Monday, January 29, 2007
Who Could've Known?
I just thumbed through Gwynne Dyer's 2005 book, "With Every Mistake." It's a compendium of his newspaper columns going back to the attacks of 11 September, 2001 that launched us all on the Global War Without End on Terror. If you haven't read it yet, it's still a very worthwhile read.
In fact, a lot of Dyer's predictions from those early days have turned out to be eerily prescient. He made the case for what he thought out to be done and what would happen if it wasn't. We didn't and, sure enough, it happened.
The Taliban collapsed in November, 2001, when American airpower tipped the balance in the stalemated civil war between the Taliban and the Northern Alliance. It was pushing on an open door. Both sides were exhausted, resorting to static, trench warfare. America wasn't prepared for what happened.
On 14 November, 2001, Dyer wrote a piece entitled "Time to Stop" -
"Four out of five: Mazar-i-Sharif, Herat, Kabul and Jalalabad. All but one of Afghanistan's major cities have been lost by the Taliban and captured by the Northern Alliance in less than a week, and the last, Kandahar, is likely to fall at any time. Neither Washington nor anyone else expected so sudden a collapse. So the burning question at the Pentagon, in the National Security Council, in all the decision-making centres of the United States and other members of its anti-terrorist coalition, is what to do next. The answer is to stop."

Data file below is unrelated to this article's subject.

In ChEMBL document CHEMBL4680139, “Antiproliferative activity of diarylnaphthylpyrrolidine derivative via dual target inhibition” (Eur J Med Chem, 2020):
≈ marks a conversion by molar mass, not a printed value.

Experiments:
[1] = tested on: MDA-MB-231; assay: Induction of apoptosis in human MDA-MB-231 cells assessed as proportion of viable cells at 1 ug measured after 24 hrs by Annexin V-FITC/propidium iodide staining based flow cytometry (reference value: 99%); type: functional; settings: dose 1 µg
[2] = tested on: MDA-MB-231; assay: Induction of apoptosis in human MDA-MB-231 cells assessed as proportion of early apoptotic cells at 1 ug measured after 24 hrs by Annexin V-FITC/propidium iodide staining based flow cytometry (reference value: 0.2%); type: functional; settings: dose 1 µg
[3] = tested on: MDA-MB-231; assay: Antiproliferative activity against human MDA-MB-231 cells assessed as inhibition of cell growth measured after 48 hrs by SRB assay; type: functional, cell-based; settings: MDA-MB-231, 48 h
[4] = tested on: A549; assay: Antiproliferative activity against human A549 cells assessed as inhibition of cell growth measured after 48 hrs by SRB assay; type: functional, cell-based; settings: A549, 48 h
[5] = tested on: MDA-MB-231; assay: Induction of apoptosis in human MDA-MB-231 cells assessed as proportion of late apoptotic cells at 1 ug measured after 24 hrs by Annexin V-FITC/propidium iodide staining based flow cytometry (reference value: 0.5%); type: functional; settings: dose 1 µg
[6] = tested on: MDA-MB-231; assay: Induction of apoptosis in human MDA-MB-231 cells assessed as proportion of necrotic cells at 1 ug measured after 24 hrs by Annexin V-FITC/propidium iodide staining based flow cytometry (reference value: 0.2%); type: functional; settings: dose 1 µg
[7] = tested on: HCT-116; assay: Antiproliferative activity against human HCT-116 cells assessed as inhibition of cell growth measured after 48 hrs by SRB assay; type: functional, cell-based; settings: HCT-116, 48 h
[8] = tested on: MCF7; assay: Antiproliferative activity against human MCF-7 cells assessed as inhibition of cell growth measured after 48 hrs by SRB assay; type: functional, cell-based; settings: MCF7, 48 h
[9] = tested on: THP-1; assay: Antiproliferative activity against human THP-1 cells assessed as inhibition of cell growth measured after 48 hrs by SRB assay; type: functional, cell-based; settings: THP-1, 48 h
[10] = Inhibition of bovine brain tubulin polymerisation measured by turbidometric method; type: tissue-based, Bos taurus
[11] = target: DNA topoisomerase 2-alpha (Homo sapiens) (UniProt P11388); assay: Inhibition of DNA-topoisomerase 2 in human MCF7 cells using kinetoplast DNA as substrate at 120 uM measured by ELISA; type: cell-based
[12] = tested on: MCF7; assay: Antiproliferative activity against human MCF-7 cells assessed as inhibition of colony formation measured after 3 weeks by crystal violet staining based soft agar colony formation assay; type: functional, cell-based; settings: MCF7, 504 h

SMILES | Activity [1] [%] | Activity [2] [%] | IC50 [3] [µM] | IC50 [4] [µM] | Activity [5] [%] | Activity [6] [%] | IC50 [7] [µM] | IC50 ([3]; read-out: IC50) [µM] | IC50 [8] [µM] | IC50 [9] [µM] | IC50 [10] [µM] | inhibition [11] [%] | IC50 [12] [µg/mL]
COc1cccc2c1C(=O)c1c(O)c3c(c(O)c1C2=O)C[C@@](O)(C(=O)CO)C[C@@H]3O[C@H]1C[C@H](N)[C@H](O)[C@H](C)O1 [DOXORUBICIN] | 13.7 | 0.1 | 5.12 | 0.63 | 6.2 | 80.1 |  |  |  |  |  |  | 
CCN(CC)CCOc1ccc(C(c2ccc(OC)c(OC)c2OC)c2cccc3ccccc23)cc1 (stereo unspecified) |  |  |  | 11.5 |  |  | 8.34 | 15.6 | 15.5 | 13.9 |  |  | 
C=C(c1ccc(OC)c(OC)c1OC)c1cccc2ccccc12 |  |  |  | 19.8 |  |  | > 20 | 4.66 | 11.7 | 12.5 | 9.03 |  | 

"Stop the bombing, above all. It has achieved a lot by breaking up the Taliban's fixed defences and demoralizing its troops, but it can do little more for you now that they are pulling back into the hills and reverting to guerilla warfare.
"...what is the point in just bombing the rural areas of southern Afghanistan? You will kill lots of innocent civilians and drive he rest back into the embrace of the Taliban without accomplishing a single useful thing. Surely the objective now must be to create a competent and broadly based Afghan government as fast as possible, and let it do the work of tracking down the Taliban diehards and 'foreign guests' who linger in the hills.
"As for the US and other Western troops, they should stay just long enough to stabilize the situation and persuade the Northern Alliance that it must share power with other groups. Then they should be replaced with a robust, UN-backed force made up entirely of Muslim troops that stays until the new government is securely on its feet.
"Do all this and you might walk away from Afghanistan with a success on your hands. But remember that you have been very, very lucky, and don't get overconfident. Above all, don't let anybody talk you into attacking Iraq."
Imagine where we would be today if the White House had followed this advice instead of the lunacy pitched by the neo-cons and so warmly welcomed by Cheney, Rumsfeld, Wolfowitz and the rest of that pack? Imagine.